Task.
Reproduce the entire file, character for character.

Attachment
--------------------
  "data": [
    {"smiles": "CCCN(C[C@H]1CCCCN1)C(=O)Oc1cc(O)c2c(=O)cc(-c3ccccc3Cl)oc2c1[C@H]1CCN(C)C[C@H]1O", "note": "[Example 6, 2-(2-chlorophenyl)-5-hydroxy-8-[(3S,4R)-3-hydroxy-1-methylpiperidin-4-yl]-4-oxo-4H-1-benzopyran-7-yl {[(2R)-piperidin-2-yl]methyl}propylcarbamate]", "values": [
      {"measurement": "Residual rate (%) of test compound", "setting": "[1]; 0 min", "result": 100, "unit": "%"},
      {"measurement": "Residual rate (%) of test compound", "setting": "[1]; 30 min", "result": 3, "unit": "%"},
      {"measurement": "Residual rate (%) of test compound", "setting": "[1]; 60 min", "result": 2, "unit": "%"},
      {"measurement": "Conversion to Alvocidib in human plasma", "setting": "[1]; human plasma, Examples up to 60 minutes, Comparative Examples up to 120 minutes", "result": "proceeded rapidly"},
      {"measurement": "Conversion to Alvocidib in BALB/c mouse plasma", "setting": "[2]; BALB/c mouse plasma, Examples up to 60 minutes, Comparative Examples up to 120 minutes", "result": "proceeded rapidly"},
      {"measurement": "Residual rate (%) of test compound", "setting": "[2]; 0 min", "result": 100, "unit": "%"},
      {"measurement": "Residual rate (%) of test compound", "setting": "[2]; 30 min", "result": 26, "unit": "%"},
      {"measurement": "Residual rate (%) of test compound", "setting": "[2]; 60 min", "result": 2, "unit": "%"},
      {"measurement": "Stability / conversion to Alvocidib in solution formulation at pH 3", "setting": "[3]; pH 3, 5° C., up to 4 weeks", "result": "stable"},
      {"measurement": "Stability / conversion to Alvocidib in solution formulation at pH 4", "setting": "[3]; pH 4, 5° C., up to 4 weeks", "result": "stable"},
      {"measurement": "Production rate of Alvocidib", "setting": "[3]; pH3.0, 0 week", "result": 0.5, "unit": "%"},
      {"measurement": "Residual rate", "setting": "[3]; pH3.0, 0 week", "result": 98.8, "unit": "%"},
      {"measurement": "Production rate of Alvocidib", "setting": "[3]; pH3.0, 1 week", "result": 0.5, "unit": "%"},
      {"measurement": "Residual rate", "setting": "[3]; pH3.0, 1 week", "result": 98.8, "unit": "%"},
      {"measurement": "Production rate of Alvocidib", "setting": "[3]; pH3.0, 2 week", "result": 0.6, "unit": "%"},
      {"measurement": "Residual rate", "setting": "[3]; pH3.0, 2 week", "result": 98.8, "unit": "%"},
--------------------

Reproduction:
  "data": [
    {"smiles": "CCCN(C[C@H]1CCCCN1)C(=O)Oc1cc(O)c2c(=O)cc(-c3ccccc3Cl)oc2c1[C@H]1CCN(C)C[C@H]1O", "note": "[Example 6, 2-(2-chlorophenyl)-5-hydroxy-8-[(3S,4R)-3-hydroxy-1-methylpiperidin-4-yl]-4-oxo-4H-1-benzopyran-7-yl {[(2R)-piperidin-2-yl]methyl}propylcarbamate]", "values": [
      {"measurement": "Residual rate (%) of test compound", "setting": "[1]; 0 min", "result": 100, "unit": "%"},
      {"measurement": "Residual rate (%) of test compound", "setting": "[1]; 30 min", "result": 3, "unit": "%"},
      {"measurement": "Residual rate (%) of test compound", "setting": "[1]; 60 min", "result": 2, "unit": "%"},
      {"measurement": "Conversion to Alvocidib in human plasma", "setting": "[1]; human plasma, Examples up to 60 minutes, Comparative Examples up to 120 minutes", "result": "proceeded rapidly"},
      {"measurement": "Conversion to Alvocidib in BALB/c mouse plasma", "setting": "[2]; BALB/c mouse plasma, Examples up to 60 minutes, Comparative Examples up to 120 minutes", "result": "proceeded rapidly"},
      {"measurement": "Residual rate (%) of test compound", "setting": "[2]; 0 min", "result": 100, "unit": "%"},
      {"measurement": "Residual rate (%) of test compound", "setting": "[2]; 30 min", "result": 26, "unit": "%"},
      {"measurement": "Residual rate (%) of test compound", "setting": "[2]; 60 min", "result": 2, "unit": "%"},
      {"measurement": "Stability / conversion to Alvocidib in solution formulation at pH 3", "setting": "[3]; pH 3, 5° C., up to 4 weeks", "result": "stable"},
      {"measurement": "Stability / conversion to Alvocidib in solution formulation at pH 4", "setting": "[3]; pH 4, 5° C., up to 4 weeks", "result": "stable"},
      {"measurement": "Production rate of Alvocidib", "setting": "[3]; pH3.0, 0 week", "result": 0.5, "unit": "%"},
      {"measurement": "Residual rate", "setting": "[3]; pH3.0, 0 week", "result": 98.8, "unit": "%"},
      {"measurement": "Production rate of Alvocidib", "setting": "[3]; pH3.0, 1 week", "result": 0.5, "unit": "%"},
      {"measurement": "Residual rate", "setting": "[3]; pH3.0, 1 week", "result": 98.8, "unit": "%"},
      {"measurement": "Production rate of Alvocidib", "setting": "[3]; pH3.0, 2 week", "result": 0.6, "unit": "%"},
      {"measurement": "Residual rate", "setting": "[3]; pH3.0, 2 week", "result": 98.8, "unit": "%"},